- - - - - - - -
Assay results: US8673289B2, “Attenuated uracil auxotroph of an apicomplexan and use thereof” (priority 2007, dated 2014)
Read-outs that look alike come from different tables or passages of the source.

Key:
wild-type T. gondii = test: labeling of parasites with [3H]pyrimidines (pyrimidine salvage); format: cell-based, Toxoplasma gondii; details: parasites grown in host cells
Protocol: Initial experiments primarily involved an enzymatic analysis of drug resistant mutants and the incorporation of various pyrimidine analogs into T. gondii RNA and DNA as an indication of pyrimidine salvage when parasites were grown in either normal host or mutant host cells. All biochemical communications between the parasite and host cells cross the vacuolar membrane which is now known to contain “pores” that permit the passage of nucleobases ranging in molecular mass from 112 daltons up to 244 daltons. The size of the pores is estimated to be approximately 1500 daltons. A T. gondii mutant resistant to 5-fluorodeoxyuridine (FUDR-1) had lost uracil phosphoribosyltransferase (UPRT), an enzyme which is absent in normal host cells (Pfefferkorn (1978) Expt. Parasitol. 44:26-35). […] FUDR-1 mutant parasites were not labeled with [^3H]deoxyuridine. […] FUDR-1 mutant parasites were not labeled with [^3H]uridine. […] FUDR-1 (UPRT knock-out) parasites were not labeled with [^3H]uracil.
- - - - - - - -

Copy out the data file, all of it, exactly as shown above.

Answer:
Assay results: US8673289B2, “Attenuated uracil auxotroph of an apicomplexan and use thereof” (priority 2007, dated 2014)
Read-outs that look alike come from different tables or passages of the source.

Key:
wild-type T. gondii = test: labeling of parasites with [3H]pyrimidines (pyrimidine salvage); format: cell-based, Toxoplasma gondii; details: parasites grown in host cells
Protocol: Initial experiments primarily involved an enzymatic analysis of drug resistant mutants and the incorporation of various pyrimidine analogs into T. gondii RNA and DNA as an indication of pyrimidine salvage when parasites were grown in either normal host or mutant host cells. All biochemical communications between the parasite and host cells cross the vacuolar membrane which is now known to contain “pores” that permit the passage of nucleobases ranging in molecular mass from 112 daltons up to 244 daltons. The size of the pores is estimated to be approximately 1500 daltons. A T. gondii mutant resistant to 5-fluorodeoxyuridine (FUDR-1) had lost uracil phosphoribosyltransferase (UPRT), an enzyme which is absent in normal host cells (Pfefferkorn (1978) Expt. Parasitol. 44:26-35). […] FUDR-1 mutant parasites were not labeled with [^3H]deoxyuridine. […] FUDR-1 mutant parasites were not labeled with [^3H]uridine. […] FUDR-1 (UPRT knock-out) parasites were not labeled with [^3H]uracil.